Right and left thru across the set with the convenient one (8)
B2 Lines go forward and back (8)
Actives swing in the middle
"The progressions are pretty much automatic. The pass thru followed by a right and left thru in B1 is a progression not seen much in traditional style contrast. The convenient one is, for the lady, the gent on your left, and for the gent it is the lady on your right."
Sent from my Verizon Wireless 4G LTE DROID
Bill Olson <callbill(a)hotmail.com> wrote:
>A bunch of years ago I loaned out a bunch of my contradance books to an aspiring caller, she gave them to someone else, then they started making the rounds.. When I got them back MANY years later, they weren't all there and specifically both my Dizzy Dances booklets by Gene Hubert. Should've figured... hee hee..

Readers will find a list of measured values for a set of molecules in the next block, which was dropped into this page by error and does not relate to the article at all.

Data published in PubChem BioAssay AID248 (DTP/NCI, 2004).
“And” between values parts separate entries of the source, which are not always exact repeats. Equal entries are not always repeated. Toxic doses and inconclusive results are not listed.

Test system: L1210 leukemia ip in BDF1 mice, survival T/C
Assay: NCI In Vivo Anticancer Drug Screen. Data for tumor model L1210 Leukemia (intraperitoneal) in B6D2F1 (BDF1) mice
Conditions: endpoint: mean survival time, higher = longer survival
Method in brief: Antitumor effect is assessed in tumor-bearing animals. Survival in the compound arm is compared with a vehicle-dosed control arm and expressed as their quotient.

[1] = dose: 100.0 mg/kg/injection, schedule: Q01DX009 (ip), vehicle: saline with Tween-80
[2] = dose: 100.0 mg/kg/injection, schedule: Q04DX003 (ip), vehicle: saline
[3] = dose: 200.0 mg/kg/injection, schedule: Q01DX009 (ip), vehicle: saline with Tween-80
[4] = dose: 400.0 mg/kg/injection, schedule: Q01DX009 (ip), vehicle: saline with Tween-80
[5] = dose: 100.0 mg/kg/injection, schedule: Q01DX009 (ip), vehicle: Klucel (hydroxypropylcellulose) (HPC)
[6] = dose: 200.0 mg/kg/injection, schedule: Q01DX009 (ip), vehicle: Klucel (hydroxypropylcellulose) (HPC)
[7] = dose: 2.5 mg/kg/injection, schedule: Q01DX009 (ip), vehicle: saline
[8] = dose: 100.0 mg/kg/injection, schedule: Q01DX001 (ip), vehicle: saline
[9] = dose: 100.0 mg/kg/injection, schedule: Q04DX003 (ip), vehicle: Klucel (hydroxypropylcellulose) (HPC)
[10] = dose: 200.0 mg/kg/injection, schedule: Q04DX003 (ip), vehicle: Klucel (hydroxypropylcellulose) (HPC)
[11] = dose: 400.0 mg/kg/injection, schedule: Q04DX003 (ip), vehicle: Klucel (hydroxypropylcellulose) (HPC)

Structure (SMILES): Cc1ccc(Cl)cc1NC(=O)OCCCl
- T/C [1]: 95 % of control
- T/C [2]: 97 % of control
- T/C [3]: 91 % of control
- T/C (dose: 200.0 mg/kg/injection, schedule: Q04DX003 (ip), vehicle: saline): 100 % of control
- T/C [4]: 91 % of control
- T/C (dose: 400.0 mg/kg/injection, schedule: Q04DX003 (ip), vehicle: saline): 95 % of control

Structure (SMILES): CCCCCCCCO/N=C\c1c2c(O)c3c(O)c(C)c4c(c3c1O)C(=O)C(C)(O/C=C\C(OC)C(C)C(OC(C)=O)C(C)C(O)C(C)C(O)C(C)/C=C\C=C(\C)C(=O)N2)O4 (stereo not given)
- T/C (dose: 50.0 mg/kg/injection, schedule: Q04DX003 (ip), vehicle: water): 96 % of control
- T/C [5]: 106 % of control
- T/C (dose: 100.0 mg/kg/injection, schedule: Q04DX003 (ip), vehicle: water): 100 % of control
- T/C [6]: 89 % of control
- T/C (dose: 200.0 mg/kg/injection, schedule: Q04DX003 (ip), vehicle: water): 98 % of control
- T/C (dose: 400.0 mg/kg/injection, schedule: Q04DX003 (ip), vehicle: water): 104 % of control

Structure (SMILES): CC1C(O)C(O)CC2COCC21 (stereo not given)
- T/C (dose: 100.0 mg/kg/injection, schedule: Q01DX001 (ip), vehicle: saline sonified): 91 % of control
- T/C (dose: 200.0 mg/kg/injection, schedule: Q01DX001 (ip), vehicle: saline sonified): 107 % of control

>Anyway, I'm doing a set of dances at NEFFA next weekend with varying numbers of progressions.. And I'd sort of like to look at Contra Madness, a quadruple progression dance by "the master"!
>Not looking for any other suggestions, just that one dance.. thanks!!
>Callers mailing list
Here you go...
On Sat, Apr 19, 2014 at 1:31 PM, Bob Green <bobgreen.swbell.net(a)gmail.com>wrote:
> Sent off line, scanned from the original.
> On Sat, Apr 19, 2014 at 1:08 PM, Bill Olson <callbill(a)hotmail.com> wrote:
>> A bunch of years ago I loaned out a bunch of my contradance books to an
>> aspiring caller, she gave them to someone else, then they started making
>> the rounds.. When I got them back MANY years later, they weren't all there